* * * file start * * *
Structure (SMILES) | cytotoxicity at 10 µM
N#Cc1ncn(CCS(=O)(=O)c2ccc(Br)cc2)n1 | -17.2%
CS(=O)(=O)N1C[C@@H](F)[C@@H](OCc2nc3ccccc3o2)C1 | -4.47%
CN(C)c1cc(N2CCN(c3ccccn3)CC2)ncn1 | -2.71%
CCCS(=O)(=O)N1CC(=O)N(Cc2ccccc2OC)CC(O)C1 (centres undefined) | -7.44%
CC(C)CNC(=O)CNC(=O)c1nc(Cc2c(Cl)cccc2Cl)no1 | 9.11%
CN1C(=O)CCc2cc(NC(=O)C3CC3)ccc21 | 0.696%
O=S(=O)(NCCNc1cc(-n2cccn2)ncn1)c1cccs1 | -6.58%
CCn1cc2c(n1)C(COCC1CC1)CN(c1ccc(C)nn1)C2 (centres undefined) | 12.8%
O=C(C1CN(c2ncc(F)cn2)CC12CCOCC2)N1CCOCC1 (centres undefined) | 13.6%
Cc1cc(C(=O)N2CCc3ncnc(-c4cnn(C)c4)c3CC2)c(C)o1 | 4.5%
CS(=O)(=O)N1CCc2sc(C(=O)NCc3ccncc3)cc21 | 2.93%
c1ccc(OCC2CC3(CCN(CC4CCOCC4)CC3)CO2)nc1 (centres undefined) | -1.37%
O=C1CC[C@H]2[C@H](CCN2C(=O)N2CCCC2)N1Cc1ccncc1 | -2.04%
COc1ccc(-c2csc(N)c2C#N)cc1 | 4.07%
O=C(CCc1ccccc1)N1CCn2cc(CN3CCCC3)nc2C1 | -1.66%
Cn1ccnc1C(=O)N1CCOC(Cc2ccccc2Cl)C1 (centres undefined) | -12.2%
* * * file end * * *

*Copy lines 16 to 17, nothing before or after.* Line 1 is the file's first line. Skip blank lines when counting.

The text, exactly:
O=C(CCc1ccccc1)N1CCn2cc(CN3CCCC3)nc2C1 | -1.66%
Cn1ccnc1C(=O)N1CCOC(Cc2ccccc2Cl)C1 (centres undefined) | -12.2%